Six members of the Abbott cabinet have risen up against a proposal that a minister could strip an Australian of citizenship, even if he or she has no other citizenship.
[cryout-pullquote align=”left|center|right” textalign=”left|center|right” width=”33%”]”Isn’t that what we have courts for?“[/cryout-pullquote]
The idea, proposed by Immigration Minister Peter Dutton with the support of Prime Minister Tony Abbott, divided a meeting of the cabinet on Monday night.
The hour-long debate was described by participants as tense and sometimes heated.
The cabinet members who spoke against the proposal were Defence Minister Kevin Andrews, Foreign Affairs Minister and deputy Liberal leader Julie Bishop, Attorney-General George Brandis, Agriculture Minister and deputy Nationals leader Barnaby Joyce, Education Minister Christopher Pyne and Communications Minister Malcolm Turnbull, according to people present in the room.
The same plan had divided the cabinet’s national security committee.
The idea is that even an Australian-born citizen, without any other citizenship, could be stripped of Australian citizenship at the discretion of the immigration minister alone, without a suspect being charged or facing a court.
Under the proposal, the only protection against an Australian being rendered stateless is that they must also be eligible to apply for citizenship of another country, even if they do not actually hold that second citizenship.
Ms Bishop posed to the cabinet meeting this question: if Australia were to strip one of its people of citizenship on suspicion of terrorism, would another country be likely to approve that person’s application to become a citizen?
The core objection was that an Australian effectively can be rendered stateless, losing fundamental rights and in violation of international law, without due process.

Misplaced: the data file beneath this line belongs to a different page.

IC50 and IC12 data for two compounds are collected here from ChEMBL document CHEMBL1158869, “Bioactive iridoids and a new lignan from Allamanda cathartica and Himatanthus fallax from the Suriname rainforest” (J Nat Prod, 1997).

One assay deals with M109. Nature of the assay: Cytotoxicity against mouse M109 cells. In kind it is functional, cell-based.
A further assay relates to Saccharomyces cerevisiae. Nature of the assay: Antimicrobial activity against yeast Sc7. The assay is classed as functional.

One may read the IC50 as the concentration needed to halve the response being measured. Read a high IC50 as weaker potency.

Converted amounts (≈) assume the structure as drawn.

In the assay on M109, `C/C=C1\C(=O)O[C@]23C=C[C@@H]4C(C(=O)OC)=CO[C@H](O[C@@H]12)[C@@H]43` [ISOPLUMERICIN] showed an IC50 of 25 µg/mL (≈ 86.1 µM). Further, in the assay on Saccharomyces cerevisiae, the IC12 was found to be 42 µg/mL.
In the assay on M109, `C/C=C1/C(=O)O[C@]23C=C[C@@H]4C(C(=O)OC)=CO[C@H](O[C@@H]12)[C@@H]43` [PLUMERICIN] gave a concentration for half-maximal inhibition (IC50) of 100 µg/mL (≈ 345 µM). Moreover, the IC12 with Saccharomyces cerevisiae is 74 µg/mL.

A related proposal – that dual citizens could be stripped of Australian citizenship on suspicion of terrorism – has been accepted.
According to participants, Senator Brandis, in opposing the plan, told the cabinet meeting: “I am the Attorney-General. It is my job to stand for the rule of law.”
Mr Joyce put to the meeting: “Isn’t that what we have courts for?”, according to people present.
Mr Andrews is said to have pointed out to the meeting that, if concern about the proposal was so widespread, community concern was likely to be even greater.
Because the idea had divided cabinet’s national security committee, it was not presented to Monday night’s cabinet meeting as proposed law but as part of a “discussion paper”.
The six-page discussion paper was distributed during the meeting, angering some that it had not been circulated in advance, as matters for cabinet are supposed to be.
Mr Turnbull asked Mr Abbott in the meeting whether The Daily Telegraph had been briefed on the idea for Tuesday morning’s newspaper, according to people present.
Briefing the newspaper, a favoured channel for leaking the Prime Minister’s moves in advance, would have effectively pre-empted the cabinet, which met from 7pm.
Mr Abbott replied that the newspaper had not been briefed. Page five of The Daily Telegraph on Tuesday morning carried a report that said in part: “Prime Minister Tony Abbott will announce today, after cabinet last night approved the policy, that a bill will be introduced before the end of June that would strip dual national terrorist sympathisers of their Australian citizenship.
“Included in the bill will be controversial measures based on the UK model to also strip nationality from Australians who hold sole Australian citizenship but only if they have legal access to citizenship of another country – getting around international law preventing countries from making people stateless.”
Ministers were angry that Mr Abbott and his office were apparently riding roughshod over the national security committee of the cabinet and the full cabinet.
On Tuesday morning, Senator Brandis ruled out stripping terrorist sympathisers of their citizenship if it would leave them stateless, but left open the possibility of other serious penalties.
“We are not going to be rendering anyone stateless, nobody has proposed that, everything we do will be compliant with the rule of law … but we are going to be tough,” he said.